It has become increasingly important as consumers of information that we have a clear understanding of not only how to interpret the information presented to us, but also to understand where it comes from and how it is collected. During election years, we are often given fluctuating percentages of prospective voters who would choose a particular candidate. When standardized test results come in, the results are commonly reported to the public with a comparison to previous years. The average consumer of statistical information may not realize that there are many factors that go into determining if the information they are being presented with supports the corresponding conclusions.
Statistics for All
Because of the increasingly widespread use of statistics in this information age, I am thankful that courses, such as Statistical Discovery for Everyone offered at the university where I teach, are cropping up at colleges and universities across the country. This is an elective that counts towards “quantitative reasoning” that any student who is not required to take statistics for their major can take. It is designed for the average consumer of statistical information. I love teaching this course because it does not focus as much on computation as it does on understanding where data comes from, how to appropriately present it, and how to draw meaningful and legitimate conclusions. To me, it is such a necessary course that I often find myself wondering why this class is an elective and not a requirement for all college students in the information age. In keeping to the theme of this course, I try to use my own experiences or examples right out of popular media to emphasize why it is so important to understand the basics of statistical thinking and how often statistics are misused or misrepresented.
Surveys and Personal Experience
One of the very first things I cover in any statistics course is how much the results of a study can be “off” just because of how the information is gathered. Data obtained as a result of surveys has always been a thorn in my side, and I like to share my own survey experience with my classes to make the point that results obtained from a survey are often not representative of what is happening. Typically I start by telling the class that data gathered from surveys is almost always misleading because not only do people choose whether or not to participate. Usually, those that do respond have very strong feelings about the topic, either positive or negative. Those asked to participate who are either indifferent or undecided often don’t bother to respond.
The personal story that I typically use involves the birth of my two children and the survey sent to me by the hospital after both occasions. The goal of these surveys was to find out about my experience while I was in their maternity ward. Unfortunately, during the birth of my first child, my husband and I were treated terribly by the staff and administration of the hospital. So, our happy, joyous occasion will always be marred by this. After telling my students about how horrible our experience was, I ask them if they think I answered the survey. The class almost always responds unanimously, “OF COURSE!”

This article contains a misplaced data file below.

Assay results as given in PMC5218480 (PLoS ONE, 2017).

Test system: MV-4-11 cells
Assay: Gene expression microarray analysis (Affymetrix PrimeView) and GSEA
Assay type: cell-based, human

This alone does not paint the whole picture. I then follow up with the fact that my sister-in-law also gave birth to her first child in the same hospital six months earlier. She had a mediocre experience. I then ask the class if they think she responded to the survey. At this point, I typically have students looking around at each other and back at me not knowing what to say. Then I tell them that she did not participate in the survey. She did not see any point because her experience was about what she expected.
Just so that my students do not think that all surveys elicit only negative responses, I tell them about my experience when I had my second child (of course, at a different hospital). I share with them how wonderful my husband and I were treated and how it was practically a stress-free experience. I ask the question again if they think I responded to the survey to a resounding response of, “OF COURSE!”
I have had many students tell me at the end of the semester how they will never look at surveys the same way again because they will always remember my story. Mission accomplished! However, this only addresses the pitfalls of how data is collected. What about other misuses of statistical tools?
The Importance of Careful Analysis
Recently, I saw a report that the result of recent standardized tests indicated that “the statewide average for grades 3 through 8 was 58 percent proficiency in English, down 3 percent; and 49 percent proficient in math, down 2 percent.” The Commissioner of Education was quoted as saying “We are concerned about the decline of student performance.”
When I bring these types of examples to class, usually pulled right from the morning’s news, the students tend to agree that the numbers support the statement. However, when I ask if these numbers demonstrate a significant decline, the response is almost always, “it depends.” Exactly! Is a two percent difference that big? At this point, I introduce the idea of hypothesis testing and how sometimes differences are caused merely by random fluctuations.
Exposing my students to these very real examples demonstrates to them how important it is to understand where their information comes from and helps them remember the main ideas of the course. A personal story not only stands out, but it also shows students that they encounter statistics every day. It impresses upon them how critical statistical literacy is. Now, if I could convince my administrators that ALL students should take statistics….
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About the AuthorMore Content by Veronica Hupper